Dir: Glen Stephens
Star: C. Thomas Howell, Jason Connery, Mark Holton, Randy Spelling
The main moral to be drawn from this is that not all star names are equal. The cast here is pretty stellar, given the film’s burial in this box-set. As well as Howell, also present are Lin Shaye, Michael Madsen, Robert Carradine and even Dennis Hopper, but the bang for the buck varies dramatically. Hopper and Madsen might be sponsored by AT&T, they’re phoning in their roles to such an extent; Shaye is her usual reliable self, but isn’t given enough to do. Surprisingly, it’s Howell who comes off best, sinking his teeth into a nice, meaty role – “ham” being the meat in question – as Clayton, the foreman of an evil Texas ranch owned by the evil Brodrick clan, who abduct transients, force them into slave labour, and hves a nice sideline selling jerky as well, if you get my drift. Falling into their hands is Trevor (Connery), a Desert Storm vet who is now a drifter, after his marriage broke up.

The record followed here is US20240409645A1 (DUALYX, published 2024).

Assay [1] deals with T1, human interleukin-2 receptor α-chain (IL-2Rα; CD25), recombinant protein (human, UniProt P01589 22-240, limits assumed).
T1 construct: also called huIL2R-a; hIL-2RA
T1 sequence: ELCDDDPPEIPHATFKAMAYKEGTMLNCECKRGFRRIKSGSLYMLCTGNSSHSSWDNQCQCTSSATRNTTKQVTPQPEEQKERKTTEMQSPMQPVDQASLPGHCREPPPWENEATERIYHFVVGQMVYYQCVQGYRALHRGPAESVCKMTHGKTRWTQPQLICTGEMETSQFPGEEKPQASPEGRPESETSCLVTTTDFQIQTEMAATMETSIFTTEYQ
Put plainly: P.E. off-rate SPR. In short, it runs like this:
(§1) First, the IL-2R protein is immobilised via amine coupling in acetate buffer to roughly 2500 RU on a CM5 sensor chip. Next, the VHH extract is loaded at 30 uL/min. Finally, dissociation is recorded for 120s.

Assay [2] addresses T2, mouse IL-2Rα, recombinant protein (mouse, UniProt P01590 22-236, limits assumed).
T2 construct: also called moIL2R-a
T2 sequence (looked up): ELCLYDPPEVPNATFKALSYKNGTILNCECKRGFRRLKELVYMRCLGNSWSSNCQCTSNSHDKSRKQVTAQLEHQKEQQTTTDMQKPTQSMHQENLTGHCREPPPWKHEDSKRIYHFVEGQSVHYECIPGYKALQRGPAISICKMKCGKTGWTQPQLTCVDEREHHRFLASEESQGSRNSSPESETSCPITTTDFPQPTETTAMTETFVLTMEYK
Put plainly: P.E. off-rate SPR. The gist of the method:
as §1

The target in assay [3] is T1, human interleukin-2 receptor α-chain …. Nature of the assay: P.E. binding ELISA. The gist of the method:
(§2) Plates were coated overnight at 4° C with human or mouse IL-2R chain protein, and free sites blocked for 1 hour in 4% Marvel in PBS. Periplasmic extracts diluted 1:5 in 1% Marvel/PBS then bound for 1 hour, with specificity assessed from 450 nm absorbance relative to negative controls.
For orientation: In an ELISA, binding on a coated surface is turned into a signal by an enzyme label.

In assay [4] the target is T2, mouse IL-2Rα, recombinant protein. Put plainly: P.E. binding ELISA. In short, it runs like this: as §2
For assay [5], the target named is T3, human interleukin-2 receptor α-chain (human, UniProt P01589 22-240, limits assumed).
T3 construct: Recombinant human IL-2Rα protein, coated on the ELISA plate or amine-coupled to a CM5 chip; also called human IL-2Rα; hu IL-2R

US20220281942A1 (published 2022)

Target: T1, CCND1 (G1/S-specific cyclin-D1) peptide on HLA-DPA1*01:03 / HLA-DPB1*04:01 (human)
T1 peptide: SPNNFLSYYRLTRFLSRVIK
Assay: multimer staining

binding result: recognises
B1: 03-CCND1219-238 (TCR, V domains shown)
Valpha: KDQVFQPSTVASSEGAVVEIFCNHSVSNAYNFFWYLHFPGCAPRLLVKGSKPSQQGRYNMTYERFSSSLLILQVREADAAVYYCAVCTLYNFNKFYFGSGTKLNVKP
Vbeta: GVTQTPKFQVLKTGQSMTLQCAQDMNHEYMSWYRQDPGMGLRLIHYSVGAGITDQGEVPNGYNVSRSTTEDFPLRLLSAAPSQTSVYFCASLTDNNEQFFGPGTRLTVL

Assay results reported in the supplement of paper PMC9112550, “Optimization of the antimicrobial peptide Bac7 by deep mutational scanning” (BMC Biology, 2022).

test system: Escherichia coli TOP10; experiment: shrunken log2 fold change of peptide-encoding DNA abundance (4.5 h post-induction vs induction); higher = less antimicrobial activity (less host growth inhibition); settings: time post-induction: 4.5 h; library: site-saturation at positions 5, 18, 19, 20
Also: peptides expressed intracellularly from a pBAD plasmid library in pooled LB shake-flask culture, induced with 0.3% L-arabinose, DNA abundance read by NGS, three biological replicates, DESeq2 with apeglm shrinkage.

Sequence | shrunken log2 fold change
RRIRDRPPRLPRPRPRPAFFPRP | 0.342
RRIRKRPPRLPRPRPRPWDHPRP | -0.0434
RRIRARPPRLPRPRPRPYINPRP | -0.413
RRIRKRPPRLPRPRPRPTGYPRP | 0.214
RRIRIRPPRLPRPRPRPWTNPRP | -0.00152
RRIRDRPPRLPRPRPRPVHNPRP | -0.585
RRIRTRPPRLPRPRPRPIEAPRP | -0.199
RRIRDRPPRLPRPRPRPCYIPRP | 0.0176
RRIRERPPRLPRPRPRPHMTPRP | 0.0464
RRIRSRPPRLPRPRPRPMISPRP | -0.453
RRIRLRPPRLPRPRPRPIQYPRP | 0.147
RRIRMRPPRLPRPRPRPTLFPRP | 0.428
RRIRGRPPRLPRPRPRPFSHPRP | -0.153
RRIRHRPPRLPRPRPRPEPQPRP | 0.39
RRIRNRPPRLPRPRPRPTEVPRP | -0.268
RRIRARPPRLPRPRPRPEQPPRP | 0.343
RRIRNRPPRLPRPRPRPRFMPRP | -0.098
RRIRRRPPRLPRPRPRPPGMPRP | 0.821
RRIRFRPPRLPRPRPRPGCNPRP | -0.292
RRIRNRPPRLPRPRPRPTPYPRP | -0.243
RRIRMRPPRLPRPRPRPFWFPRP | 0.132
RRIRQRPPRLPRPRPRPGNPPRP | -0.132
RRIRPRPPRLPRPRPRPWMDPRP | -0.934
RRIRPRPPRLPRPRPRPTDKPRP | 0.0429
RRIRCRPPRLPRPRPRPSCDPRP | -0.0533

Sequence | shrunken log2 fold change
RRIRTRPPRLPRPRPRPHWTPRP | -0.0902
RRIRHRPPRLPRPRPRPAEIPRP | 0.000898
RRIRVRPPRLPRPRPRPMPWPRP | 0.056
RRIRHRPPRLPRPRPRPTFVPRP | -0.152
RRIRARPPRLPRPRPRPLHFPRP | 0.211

The problems are multiple, mostly with a script that tries to hold too many irons in the fire, and ends up burning its own fingers. Trevor, for example, spends most of the first half drifting, and there are multiple other subplots, which never go anywhere, petering out in the middle of the film, like the whole immigrant/ICE sidelight. The tone is incredibly uneven, swinging wildly from near-camp to borderline grindhouse, such as a nasty sexual assault, which is positively sleazy in atmosphere. Hopper plays the local sherriff and Madsen a dubious entrepreneur, who’s trying to get at some property owned by Ma Brodrick (Shaye), by getting Clayton to turn against his employers and spill the beans. Or something like that. But the bits here that makes sense aren’t very interesting, and the bits that are interesting – not many of those – don’t make sense. Howell’s performance is not enough to save this.